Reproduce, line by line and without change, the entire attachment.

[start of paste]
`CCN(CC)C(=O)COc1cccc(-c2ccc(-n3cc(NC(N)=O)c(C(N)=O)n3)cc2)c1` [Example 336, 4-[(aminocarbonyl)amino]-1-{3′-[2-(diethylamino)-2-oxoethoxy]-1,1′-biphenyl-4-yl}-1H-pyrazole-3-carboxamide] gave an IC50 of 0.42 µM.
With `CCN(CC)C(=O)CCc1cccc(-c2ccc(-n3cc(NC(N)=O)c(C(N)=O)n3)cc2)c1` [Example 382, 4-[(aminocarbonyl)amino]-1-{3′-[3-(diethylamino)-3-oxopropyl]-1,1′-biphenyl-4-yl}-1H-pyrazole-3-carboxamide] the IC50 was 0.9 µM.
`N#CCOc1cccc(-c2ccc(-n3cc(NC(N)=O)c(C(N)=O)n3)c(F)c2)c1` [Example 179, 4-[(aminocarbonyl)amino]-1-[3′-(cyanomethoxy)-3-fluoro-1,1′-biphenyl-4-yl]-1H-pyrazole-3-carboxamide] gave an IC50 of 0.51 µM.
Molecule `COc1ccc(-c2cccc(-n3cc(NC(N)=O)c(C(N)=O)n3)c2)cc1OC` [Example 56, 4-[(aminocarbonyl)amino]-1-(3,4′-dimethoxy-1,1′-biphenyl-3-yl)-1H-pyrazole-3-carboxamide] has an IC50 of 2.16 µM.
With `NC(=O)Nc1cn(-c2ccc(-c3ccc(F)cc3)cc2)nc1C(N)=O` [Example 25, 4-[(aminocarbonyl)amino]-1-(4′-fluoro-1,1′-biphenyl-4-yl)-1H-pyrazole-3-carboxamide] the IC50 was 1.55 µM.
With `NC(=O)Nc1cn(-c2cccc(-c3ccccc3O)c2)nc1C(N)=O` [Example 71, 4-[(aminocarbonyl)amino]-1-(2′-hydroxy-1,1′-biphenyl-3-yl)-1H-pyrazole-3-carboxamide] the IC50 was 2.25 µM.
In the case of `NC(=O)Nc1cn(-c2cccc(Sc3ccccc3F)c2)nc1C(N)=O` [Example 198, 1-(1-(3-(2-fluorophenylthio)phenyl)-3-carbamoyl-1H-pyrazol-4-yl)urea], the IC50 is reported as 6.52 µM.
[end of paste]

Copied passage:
`CCN(CC)C(=O)COc1cccc(-c2ccc(-n3cc(NC(N)=O)c(C(N)=O)n3)cc2)c1` [Example 336, 4-[(aminocarbonyl)amino]-1-{3′-[2-(diethylamino)-2-oxoethoxy]-1,1′-biphenyl-4-yl}-1H-pyrazole-3-carboxamide] gave an IC50 of 0.42 µM.
With `CCN(CC)C(=O)CCc1cccc(-c2ccc(-n3cc(NC(N)=O)c(C(N)=O)n3)cc2)c1` [Example 382, 4-[(aminocarbonyl)amino]-1-{3′-[3-(diethylamino)-3-oxopropyl]-1,1′-biphenyl-4-yl}-1H-pyrazole-3-carboxamide] the IC50 was 0.9 µM.
`N#CCOc1cccc(-c2ccc(-n3cc(NC(N)=O)c(C(N)=O)n3)c(F)c2)c1` [Example 179, 4-[(aminocarbonyl)amino]-1-[3′-(cyanomethoxy)-3-fluoro-1,1′-biphenyl-4-yl]-1H-pyrazole-3-carboxamide] gave an IC50 of 0.51 µM.
Molecule `COc1ccc(-c2cccc(-n3cc(NC(N)=O)c(C(N)=O)n3)c2)cc1OC` [Example 56, 4-[(aminocarbonyl)amino]-1-(3,4′-dimethoxy-1,1′-biphenyl-3-yl)-1H-pyrazole-3-carboxamide] has an IC50 of 2.16 µM.
With `NC(=O)Nc1cn(-c2ccc(-c3ccc(F)cc3)cc2)nc1C(N)=O` [Example 25, 4-[(aminocarbonyl)amino]-1-(4′-fluoro-1,1′-biphenyl-4-yl)-1H-pyrazole-3-carboxamide] the IC50 was 1.55 µM.
With `NC(=O)Nc1cn(-c2cccc(-c3ccccc3O)c2)nc1C(N)=O` [Example 71, 4-[(aminocarbonyl)amino]-1-(2′-hydroxy-1,1′-biphenyl-3-yl)-1H-pyrazole-3-carboxamide] the IC50 was 2.25 µM.
In the case of `NC(=O)Nc1cn(-c2cccc(Sc3ccccc3F)c2)nc1C(N)=O` [Example 198, 1-(1-(3-(2-fluorophenylthio)phenyl)-3-carbamoyl-1H-pyrazol-4-yl)urea], the IC50 is reported as 6.52 µM.